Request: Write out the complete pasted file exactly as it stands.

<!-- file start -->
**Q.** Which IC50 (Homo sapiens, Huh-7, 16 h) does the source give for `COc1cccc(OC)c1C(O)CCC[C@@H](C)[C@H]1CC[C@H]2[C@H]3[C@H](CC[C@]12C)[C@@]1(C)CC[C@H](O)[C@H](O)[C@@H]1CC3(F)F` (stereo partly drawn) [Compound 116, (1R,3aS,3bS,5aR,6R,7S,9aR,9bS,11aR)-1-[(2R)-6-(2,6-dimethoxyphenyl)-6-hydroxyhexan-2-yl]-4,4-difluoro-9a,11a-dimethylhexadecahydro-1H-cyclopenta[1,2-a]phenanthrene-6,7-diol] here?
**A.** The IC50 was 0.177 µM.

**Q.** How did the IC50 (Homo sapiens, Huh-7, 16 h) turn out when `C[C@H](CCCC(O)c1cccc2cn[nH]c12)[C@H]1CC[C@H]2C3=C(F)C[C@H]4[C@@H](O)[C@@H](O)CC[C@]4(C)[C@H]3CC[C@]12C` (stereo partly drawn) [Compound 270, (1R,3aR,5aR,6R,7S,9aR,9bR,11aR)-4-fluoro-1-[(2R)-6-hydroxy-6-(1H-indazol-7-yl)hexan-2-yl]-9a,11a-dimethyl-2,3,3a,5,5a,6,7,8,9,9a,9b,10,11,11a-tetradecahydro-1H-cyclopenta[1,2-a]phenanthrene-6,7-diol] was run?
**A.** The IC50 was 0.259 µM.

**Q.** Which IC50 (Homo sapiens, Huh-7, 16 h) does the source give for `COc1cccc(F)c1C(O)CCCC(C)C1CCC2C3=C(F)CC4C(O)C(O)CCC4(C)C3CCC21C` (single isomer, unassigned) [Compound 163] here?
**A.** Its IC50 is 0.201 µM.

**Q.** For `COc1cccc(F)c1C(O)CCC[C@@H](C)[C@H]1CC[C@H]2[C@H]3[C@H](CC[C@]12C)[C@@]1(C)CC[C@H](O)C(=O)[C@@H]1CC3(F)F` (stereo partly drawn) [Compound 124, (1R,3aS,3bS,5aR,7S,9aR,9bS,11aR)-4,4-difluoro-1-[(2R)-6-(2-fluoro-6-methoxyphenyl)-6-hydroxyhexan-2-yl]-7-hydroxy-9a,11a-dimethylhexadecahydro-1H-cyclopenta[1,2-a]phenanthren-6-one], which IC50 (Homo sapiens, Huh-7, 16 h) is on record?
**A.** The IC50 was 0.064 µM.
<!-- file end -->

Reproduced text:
**Q.** Which IC50 (Homo sapiens, Huh-7, 16 h) does the source give for `COc1cccc(OC)c1C(O)CCC[C@@H](C)[C@H]1CC[C@H]2[C@H]3[C@H](CC[C@]12C)[C@@]1(C)CC[C@H](O)[C@H](O)[C@@H]1CC3(F)F` (stereo partly drawn) [Compound 116, (1R,3aS,3bS,5aR,6R,7S,9aR,9bS,11aR)-1-[(2R)-6-(2,6-dimethoxyphenyl)-6-hydroxyhexan-2-yl]-4,4-difluoro-9a,11a-dimethylhexadecahydro-1H-cyclopenta[1,2-a]phenanthrene-6,7-diol] here?
**A.** The IC50 was 0.177 µM.

**Q.** How did the IC50 (Homo sapiens, Huh-7, 16 h) turn out when `C[C@H](CCCC(O)c1cccc2cn[nH]c12)[C@H]1CC[C@H]2C3=C(F)C[C@H]4[C@@H](O)[C@@H](O)CC[C@]4(C)[C@H]3CC[C@]12C` (stereo partly drawn) [Compound 270, (1R,3aR,5aR,6R,7S,9aR,9bR,11aR)-4-fluoro-1-[(2R)-6-hydroxy-6-(1H-indazol-7-yl)hexan-2-yl]-9a,11a-dimethyl-2,3,3a,5,5a,6,7,8,9,9a,9b,10,11,11a-tetradecahydro-1H-cyclopenta[1,2-a]phenanthrene-6,7-diol] was run?
**A.** The IC50 was 0.259 µM.

**Q.** Which IC50 (Homo sapiens, Huh-7, 16 h) does the source give for `COc1cccc(F)c1C(O)CCCC(C)C1CCC2C3=C(F)CC4C(O)C(O)CCC4(C)C3CCC21C` (single isomer, unassigned) [Compound 163] here?
**A.** Its IC50 is 0.201 µM.

**Q.** For `COc1cccc(F)c1C(O)CCC[C@@H](C)[C@H]1CC[C@H]2[C@H]3[C@H](CC[C@]12C)[C@@]1(C)CC[C@H](O)C(=O)[C@@H]1CC3(F)F` (stereo partly drawn) [Compound 124, (1R,3aS,3bS,5aR,7S,9aR,9bS,11aR)-4,4-difluoro-1-[(2R)-6-(2-fluoro-6-methoxyphenyl)-6-hydroxyhexan-2-yl]-7-hydroxy-9a,11a-dimethylhexadecahydro-1H-cyclopenta[1,2-a]phenanthren-6-one], which IC50 (Homo sapiens, Huh-7, 16 h) is on record?
**A.** The IC50 was 0.064 µM.